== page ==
When the domain of discourse is empty, then by the principle of explosion, an existential statement implies anything. When the domain contains at least one term, then assuming excluded middle for , the inverse of the above implication becomes provably too, meaning the two sides become equivalent. This inverse direction is equivalent to the

If the domain of discourse is not empty and is moreover independent of , such principles are equivalent to formulas in the propositional calculus. Here, the formula then just expresses the identity . This is the curried form of modus ponens , which in the special the case with as a false proposition results in the

Considering a false proposition for the original implication results in the important

In words: "If there exists an entity that does *not* have the property , then the following is *refuted*: Each entity has the property ."

The quantifier formula with negations also immediately follows from the non-contradiction principle derived above, each instance of which itself already follows from the more particular . To derive a contradiction given , it suffices to establish its negation (as opposed to the stronger ) and this makes proving double-negations valuable also. By the same token, the original quantifier formula in fact still holds with weakened to . And so, in fact, a stronger theorem holds:

In words: "If there exists an entity that does *not* have the property , then the following is *refuted*: For each entity, one is *not* able to prove that it does *not* have the property ".

Secondly,

where similar considerations apply. Here the existential part is always a hypothesis and this is an equivalence. Considering the special case again,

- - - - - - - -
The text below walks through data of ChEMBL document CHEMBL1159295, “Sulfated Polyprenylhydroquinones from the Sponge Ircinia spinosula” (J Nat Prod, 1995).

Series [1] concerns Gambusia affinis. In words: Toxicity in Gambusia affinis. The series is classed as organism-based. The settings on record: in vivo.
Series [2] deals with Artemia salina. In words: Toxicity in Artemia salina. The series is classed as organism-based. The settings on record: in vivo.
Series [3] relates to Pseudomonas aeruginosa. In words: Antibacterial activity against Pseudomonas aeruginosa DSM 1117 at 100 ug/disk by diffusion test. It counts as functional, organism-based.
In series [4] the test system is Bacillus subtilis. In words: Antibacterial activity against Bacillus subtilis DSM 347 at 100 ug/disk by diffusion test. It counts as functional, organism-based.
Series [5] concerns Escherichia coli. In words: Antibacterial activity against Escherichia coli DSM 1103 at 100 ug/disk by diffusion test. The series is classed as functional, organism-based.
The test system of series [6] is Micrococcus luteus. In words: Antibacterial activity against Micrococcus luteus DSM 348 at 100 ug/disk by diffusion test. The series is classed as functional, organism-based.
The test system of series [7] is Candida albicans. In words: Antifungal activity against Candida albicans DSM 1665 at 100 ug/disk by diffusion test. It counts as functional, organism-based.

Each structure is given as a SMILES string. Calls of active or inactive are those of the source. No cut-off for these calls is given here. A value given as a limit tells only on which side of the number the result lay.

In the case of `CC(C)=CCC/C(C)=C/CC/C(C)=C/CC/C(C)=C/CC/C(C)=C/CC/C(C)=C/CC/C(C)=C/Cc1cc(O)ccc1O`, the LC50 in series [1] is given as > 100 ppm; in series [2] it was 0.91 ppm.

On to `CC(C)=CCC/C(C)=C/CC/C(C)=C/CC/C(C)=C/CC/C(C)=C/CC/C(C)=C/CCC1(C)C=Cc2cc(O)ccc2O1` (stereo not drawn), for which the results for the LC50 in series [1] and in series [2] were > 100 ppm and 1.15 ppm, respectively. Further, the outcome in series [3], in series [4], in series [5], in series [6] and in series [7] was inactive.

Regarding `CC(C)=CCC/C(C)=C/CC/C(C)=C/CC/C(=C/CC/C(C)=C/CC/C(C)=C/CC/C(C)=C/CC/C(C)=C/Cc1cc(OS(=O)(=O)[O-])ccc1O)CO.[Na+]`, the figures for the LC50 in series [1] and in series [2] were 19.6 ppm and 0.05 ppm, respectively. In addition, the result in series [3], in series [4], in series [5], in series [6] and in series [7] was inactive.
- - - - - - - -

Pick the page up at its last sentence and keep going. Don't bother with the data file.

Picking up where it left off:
The proven conversion can be used to obtain two further implications:

Of course, variants of such formulas can also be derived that have the double-negations in the antecedent. A special case of the first formula here is and this is indeed stronger than the -direction of the equivalence bullet point listed above. For simplicity of the discussion here and below, the formulas are generally presented in weakened forms without all possible insertions of double-negations in the antecedents.

More general variants hold. Incorporating the predicate and currying, the following generalization also entails the relation between implication and conjunction in the predicate calculus, discussed below.

If the predicate is decidedly false for all , then this equivalence is trivial. If is decidedly true for all , the schema simply reduces to the previously stated equivalence. In the language of classes, and , the special case of this equivalence with false equates two characterizations of disjointness :

#### Disjunction vs. conjunction

There are finite variations of the quantifier formulas, with just two propositions: